In Luke 13:6-7 (Revised Standard Version), Jesus expressed the principle this way: “A man had a fig tree planted in his vineyard; and he came seeking fruit on it and found none. And he said to the vinedresser, ‘Lo, these three years I have come seeking fruit on this fig tree, and I find none. Cut it down.’ ” Then the vinedresser prevailed on him to leave the tree for one more year, to cultivate around it, and to fertilize it, to see if finally it might possibly bear fruit, “but if not, you can cut it down.”

The parable shows the long-suffering of God, and His willingness to give every possible aid. But finally His allotted time for production comes to an end.

Though the fig tree, like the olive and the vine, was a symbol of the Judaean commonwealth, which was about to be cut down, verses 1 to 5 make it clear that Jesus meant the lesson to apply also to each individual.

John the baptizer also told the Pharisees and Sadducees: “Bear fruit that befits repentance … Even now the axe is laid to the root of the trees; every tree therefore that does not bear good fruit is cut down and thrown into the fire” (Matthew 3:8,10, RSV).

Wat Does The Bible Say About Suicide?

pstransitoperators.wordpress.com

The Bible gives no specific command regarding suicide, nor does the word itself appear in the Bible. There are, however, references to seven people who killed themselves: Samson (Judges 16); Abimelech ( Judges 9); Saul (I Samuel 31); Saul’s armorbearer (I Samuel 31); Zimri (I Kings 16:18); Ahithophel (II Samuel 17:23); and Judas (Matthew 27:5). The earlier conduct of all seven was morally corrupt, and except for Samson their suicides were simply attempts to escape their well-deserved fates.

Suicide means self-murder and murder is forbidden by the Sixth Commandment: “Thou shalt do no murder.”

God has not given an individual — even one who could rightly judge himself deserving of the death penalty (as could most of the above) — the right to pass such a sentence. Suicide is not an acceptable way of escaping punishment, dishonor or the like.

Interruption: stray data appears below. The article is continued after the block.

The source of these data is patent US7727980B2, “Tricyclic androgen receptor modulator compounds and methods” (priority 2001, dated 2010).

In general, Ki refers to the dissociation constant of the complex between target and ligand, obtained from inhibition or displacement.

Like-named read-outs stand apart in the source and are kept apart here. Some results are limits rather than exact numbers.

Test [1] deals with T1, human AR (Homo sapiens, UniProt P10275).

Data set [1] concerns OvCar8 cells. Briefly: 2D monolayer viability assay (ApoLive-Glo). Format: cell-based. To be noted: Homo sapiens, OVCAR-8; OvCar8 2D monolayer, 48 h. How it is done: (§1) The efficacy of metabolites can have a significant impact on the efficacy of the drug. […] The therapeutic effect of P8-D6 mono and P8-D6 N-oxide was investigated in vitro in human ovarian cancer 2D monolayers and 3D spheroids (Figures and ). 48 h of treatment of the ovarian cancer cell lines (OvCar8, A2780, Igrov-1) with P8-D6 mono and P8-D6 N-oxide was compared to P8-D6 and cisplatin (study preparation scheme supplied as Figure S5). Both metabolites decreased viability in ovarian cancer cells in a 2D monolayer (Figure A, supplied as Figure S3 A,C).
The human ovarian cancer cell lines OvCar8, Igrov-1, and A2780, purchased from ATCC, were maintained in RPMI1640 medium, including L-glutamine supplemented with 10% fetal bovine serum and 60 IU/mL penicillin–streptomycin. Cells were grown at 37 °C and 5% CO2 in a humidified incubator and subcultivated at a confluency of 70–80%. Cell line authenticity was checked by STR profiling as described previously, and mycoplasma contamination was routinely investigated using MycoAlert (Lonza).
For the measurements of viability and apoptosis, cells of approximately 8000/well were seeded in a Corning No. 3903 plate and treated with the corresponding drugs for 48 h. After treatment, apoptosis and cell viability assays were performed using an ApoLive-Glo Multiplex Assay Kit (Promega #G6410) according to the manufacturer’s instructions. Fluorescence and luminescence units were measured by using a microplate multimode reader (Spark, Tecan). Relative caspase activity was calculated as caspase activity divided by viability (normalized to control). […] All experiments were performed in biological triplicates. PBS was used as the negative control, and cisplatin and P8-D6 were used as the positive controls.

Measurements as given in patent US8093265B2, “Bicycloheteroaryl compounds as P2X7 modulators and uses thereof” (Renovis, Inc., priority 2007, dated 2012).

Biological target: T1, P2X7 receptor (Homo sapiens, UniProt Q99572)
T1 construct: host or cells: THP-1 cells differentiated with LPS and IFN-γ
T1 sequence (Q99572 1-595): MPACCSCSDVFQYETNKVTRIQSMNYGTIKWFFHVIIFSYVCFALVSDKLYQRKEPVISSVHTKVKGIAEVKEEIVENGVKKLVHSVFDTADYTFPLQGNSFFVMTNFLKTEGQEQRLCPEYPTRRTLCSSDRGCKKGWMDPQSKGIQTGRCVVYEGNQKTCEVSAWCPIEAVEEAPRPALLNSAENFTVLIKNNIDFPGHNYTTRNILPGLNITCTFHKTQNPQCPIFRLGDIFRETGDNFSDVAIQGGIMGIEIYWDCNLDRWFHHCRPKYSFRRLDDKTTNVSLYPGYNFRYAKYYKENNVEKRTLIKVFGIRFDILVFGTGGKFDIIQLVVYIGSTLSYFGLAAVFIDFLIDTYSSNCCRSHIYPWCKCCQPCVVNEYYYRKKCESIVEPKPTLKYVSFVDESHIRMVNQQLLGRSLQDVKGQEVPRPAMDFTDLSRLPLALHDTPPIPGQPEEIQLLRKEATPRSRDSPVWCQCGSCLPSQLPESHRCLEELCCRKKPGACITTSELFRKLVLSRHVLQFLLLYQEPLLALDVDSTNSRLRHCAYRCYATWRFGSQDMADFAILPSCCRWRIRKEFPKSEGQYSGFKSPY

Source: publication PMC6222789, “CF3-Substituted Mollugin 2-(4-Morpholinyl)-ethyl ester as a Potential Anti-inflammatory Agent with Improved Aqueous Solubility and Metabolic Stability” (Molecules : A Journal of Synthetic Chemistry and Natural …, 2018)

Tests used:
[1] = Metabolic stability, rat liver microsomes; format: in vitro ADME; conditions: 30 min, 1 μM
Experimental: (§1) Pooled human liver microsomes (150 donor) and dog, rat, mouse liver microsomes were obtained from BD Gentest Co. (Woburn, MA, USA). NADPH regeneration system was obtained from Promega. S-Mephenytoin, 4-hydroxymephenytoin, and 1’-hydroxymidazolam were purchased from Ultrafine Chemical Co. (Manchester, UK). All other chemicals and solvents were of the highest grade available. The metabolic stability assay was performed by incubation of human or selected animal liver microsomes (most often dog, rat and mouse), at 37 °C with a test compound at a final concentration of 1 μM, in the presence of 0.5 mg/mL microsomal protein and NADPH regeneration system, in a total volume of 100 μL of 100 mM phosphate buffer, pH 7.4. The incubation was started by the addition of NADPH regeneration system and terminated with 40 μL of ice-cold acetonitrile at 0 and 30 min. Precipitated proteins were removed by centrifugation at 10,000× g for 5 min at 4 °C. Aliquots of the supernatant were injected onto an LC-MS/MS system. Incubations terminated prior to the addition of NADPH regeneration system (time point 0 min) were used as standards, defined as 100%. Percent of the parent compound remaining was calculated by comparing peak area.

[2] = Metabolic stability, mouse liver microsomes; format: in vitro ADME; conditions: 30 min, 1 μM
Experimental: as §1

In a different case, however, Samson died a hero, because his suicide was in fact a dedication of his life, at long last, wholly to the service of God in the liberation of Israel from the Philistines. His motive was not just to kill himself to escape. Christ Himself similarly gave His life for others.

Since a suicide experiencing quick death or unconsciousness has no opportunity to repent of his murder in this life, some have wondered if suicide is what the Bible terms the unpardonable sin. The answer is no, because the unpardonable sin is only unpardonable because it is something a person refuses to repent of.

God is merciful, not willing that any should perish (II Peter 3:9), but He simply has not called most people to repentance in this life. They will have their chance in a resurrected life after the millennium in the period known as the White Throne Judgment.

Source: The Good News, January 1979

Is God’s Law Abolished In The New Testament?

dozierdon.blogspot.com

“Christ has redeemed us from the curse of the law. Therefore we don’t have to keep the law — Christ kept it for us.” Or so goes a familiar — but erroneous — argument!

This false argument takes the form of many Sunday sermons that, unfortunately, lead many professing Christians away from the truth (Jeremiah 50:6).